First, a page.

To go negative, or not to go negative — that is the question facing the Bernie Sanders campaign. With five days until Iowa gets caucusing, the Vermont senator is contemplating two very different paths to victory. Down one road, America’s friendly neighborhood socialist would stick to the issues and nostalgic folk rock on which his political revolution and favorability numbers were built. Down the other, the progressive gadfly would make sure every liberal in the Hawkeye State knows exactly how much money Hillary Clinton has received from Goldman Sachs.
On Wednesday night, Sanders advisers met to choose between two different closing ads, one positive, one negative, the New York Times reports. Despite all of the rancorous Twitter exchanges between “BernieBros” and “HillaryMen,” the 2016 Democratic primary has been an unusually friendly affair, in no small part because of Sanders’s commitment to “issue-based” campaigning. But as many pundits have argued, sticking to policy positions is fine for a protest candidate who aspires only to expand the terms of his party’s debate, but to actually take down a front-runner you generally need to taint their image.
Bernie Sanders ain’t Karl Rove — the “negative” ad his campaign is contemplating would still be fairly substantive: nothing on Vince Foster, Benghazi, or even those “damn emails,” just a more aggressive attack on Clinton’s credibility as a Wall Street reformer.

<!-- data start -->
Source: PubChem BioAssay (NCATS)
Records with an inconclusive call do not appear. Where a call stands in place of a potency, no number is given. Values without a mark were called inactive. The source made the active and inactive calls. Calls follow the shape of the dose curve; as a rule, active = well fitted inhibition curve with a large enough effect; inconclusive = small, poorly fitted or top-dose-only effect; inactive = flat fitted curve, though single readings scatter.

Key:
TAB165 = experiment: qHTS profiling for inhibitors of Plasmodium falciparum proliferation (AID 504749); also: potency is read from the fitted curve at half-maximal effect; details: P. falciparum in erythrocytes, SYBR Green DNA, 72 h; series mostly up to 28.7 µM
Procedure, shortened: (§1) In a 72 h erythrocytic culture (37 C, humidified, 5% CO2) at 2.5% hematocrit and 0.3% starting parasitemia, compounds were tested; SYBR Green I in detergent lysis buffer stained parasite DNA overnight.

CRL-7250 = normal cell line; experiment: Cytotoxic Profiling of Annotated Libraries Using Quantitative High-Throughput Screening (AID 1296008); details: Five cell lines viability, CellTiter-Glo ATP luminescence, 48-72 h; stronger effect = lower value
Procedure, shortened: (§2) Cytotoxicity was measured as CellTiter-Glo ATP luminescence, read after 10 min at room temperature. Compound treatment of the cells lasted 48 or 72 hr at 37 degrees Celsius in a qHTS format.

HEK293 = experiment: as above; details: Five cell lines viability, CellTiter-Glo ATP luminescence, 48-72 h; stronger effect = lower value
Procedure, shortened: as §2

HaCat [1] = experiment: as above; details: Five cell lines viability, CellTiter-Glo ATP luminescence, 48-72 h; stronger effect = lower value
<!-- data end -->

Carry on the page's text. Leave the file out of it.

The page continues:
Sanders gave supporters a taste of that medicine Wednesday night, telling supporters at a rally in Mason City, “My opponent is not in Iowa tonight. She is raising money from a Philadelphia investment firm.” Clinton was in fact in the Keystone State, raising campaign funds with the help of Franklin Square Capital Partners and Jon Bon Jovi.
The Vermont senator also displayed a newfound aggressiveness in his handling of next week’s as-yet-unsanctioned New Hampshire debate. After MSNBC and the New Hampshire Union Leader arranged a debate for early next week, the Clinton campaign put significant pressure on Sanders to join the event. But after months of pushing for more debates, Sanders appeared irked by Clinton’s sudden appetite for a clash of ideas — in the one state where he is the clear front-runner.
“Sen. Sanders is happy to have more debates but we are not going to schedule them on an ad hoc basis at the whim of the Clinton campaign,” Sanders’s campaign manager, Jeff Weaver, said in a Wednesday night statement. “If Secretary Clinton wants more debates that’s great. We propose three additional debates. One in March, April and May and none on a Friday, Saturday or holiday weekend. And all of the three Democratic candidates must be invited. If the Clinton campaign will commit to this schedule, we would ask the DNC to arrange a debate in New Hampshire on Feb. 4.”
According to the Times, Sanders has yet to decide which ad to run in Iowa’s final days. But his campaign’s increasingly confrontational tone, and clear appetite for victory, suggest Iowans will be hearing less Simon & Garfunkel and more about Clinton’s fat-cat donors this weekend.
“We want to win,” Sanders told the paper Tuesday night. “We think Iowa has a historical role to play in making it clear that the American people want to move this country in a very different direction, away from establishment politics and establishment economics. And that’s what we hope will happen.”